The Roots of Evil - Hub Section

The Roots of EvilIn the very middle you find the figures of a cock, a serpent and a pig (boar) representing lust, hatred and greed. They are also called the "Three Poisons".

  • Cock = Lust
  • Serpent = Hatred.
  • Pig = Greed.

These three animals hold themselves at their tails, thus expressing the vicious cycle that these three evils perform.

The White and the Dark Path - Inner Circle

The Inner wheel is divided into the white path of bliss on the left and the dark side on the right that shows the path towards hell. The "bad" guys fall down (right side) in direction of a poor reincarnation, whereas the "good" guys rise upwards (left section) to a better reincarnation. The idea reminds of Christian belief about heaven and hell.

The Five/Six Worlds - Middle Circle

The White and the Dark PathThe main sections inside the wheel show the different forms of reincarnation/enlightenment. The ones in the lower area are the "bad" ones like "hell" or "animals". On top are the "better" reincarnations. But even the good/upper reincarnations are not what we would call paradise. Paradise in the meaning of Buddhist religion is "nirvana", the final end to all rebirths and the end of human suffering.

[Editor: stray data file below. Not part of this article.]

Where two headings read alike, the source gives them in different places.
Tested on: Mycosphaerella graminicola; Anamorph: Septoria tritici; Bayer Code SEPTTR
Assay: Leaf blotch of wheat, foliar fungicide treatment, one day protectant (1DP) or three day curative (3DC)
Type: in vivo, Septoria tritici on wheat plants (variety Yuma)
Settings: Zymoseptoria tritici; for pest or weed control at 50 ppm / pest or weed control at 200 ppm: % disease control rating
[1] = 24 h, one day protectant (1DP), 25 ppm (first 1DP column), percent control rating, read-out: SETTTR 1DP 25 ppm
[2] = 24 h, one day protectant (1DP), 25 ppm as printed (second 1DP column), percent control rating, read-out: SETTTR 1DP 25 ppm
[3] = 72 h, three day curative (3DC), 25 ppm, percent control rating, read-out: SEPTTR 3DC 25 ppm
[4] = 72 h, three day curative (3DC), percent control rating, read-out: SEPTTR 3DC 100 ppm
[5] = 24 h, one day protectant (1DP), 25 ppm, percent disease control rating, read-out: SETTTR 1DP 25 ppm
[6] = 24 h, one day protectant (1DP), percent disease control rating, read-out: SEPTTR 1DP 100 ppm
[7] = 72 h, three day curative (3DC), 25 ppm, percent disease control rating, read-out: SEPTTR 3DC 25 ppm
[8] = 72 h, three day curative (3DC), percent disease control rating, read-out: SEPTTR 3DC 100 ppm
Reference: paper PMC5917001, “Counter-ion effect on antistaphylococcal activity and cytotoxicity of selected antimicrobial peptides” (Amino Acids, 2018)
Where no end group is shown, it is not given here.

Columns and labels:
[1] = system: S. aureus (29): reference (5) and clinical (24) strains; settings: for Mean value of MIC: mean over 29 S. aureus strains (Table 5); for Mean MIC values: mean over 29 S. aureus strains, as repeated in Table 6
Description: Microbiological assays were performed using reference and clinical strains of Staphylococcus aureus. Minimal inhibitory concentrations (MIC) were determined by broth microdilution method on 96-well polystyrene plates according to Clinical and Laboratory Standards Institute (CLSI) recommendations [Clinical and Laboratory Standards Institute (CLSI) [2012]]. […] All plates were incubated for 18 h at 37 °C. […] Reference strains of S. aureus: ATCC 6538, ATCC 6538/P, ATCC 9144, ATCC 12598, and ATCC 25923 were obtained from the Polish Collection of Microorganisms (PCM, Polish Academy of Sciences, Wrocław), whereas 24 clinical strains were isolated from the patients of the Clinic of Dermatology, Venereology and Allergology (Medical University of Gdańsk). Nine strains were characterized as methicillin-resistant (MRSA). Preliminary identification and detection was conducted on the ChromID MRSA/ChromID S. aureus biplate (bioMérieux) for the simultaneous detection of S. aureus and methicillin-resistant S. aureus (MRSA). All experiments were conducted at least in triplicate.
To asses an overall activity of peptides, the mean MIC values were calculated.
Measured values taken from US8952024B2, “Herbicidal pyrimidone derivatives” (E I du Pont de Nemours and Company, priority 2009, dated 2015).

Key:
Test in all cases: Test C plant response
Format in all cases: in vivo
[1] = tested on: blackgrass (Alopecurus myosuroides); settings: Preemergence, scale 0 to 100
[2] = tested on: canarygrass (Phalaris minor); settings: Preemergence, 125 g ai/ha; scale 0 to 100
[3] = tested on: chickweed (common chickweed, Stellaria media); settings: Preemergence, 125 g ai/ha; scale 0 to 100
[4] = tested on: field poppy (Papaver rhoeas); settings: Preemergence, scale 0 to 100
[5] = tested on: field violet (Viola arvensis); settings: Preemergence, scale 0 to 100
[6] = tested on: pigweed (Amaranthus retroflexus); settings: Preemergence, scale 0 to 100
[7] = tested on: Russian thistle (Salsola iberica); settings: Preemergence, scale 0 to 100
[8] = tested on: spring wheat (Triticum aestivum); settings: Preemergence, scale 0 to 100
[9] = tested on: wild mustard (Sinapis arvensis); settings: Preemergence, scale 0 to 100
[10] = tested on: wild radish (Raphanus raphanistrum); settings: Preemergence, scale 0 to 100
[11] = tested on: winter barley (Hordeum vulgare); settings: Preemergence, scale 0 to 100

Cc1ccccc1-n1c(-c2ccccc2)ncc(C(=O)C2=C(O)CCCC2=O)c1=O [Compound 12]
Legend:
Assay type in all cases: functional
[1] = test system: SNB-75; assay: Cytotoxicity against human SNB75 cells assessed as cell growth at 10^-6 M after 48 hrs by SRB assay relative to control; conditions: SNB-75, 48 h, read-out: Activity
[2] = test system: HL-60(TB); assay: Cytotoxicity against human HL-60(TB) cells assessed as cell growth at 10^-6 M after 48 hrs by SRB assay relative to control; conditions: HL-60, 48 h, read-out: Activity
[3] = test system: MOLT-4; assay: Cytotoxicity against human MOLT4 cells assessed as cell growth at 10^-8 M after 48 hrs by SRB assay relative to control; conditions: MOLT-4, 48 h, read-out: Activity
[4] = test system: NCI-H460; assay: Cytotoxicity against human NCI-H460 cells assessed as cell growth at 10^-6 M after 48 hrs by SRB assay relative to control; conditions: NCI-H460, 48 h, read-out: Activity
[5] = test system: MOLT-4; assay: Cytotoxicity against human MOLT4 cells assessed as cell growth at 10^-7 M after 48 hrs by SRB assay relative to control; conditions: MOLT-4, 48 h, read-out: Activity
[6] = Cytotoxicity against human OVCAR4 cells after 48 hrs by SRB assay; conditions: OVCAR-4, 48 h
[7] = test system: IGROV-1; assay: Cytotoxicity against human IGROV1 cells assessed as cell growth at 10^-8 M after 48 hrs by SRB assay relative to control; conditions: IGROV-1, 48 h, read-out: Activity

The worlds (realms, sections) are:

  • The world of Devas (gods)
  • The world of Asuras (semi-gods, titans).
  • The world of Humans.
  • The world of Animals.
  • The world of Pretas (hungry ghosts).
  • The world of Hell.

One can find thangkas with 5 (Devas and Asuras combined) and with 6 worlds (more common today).

According to later types of Buddhist belief one can transform into nirvana (the ultimate paradise) from each of these worlds directly. In other words, it is not necessary to "work one's path up" through the different worlds.

The Twelve Interdependent Causes and their Effects - Outer Rim

The Five/Six Worlds

The outer rim of the wheel is separated into 12 parts, showing seemingly scenes from every-day-life. These scenes represent each one of the twelve interdependent causes and effects.

  1. Ignorance. Represented by a blind old woman.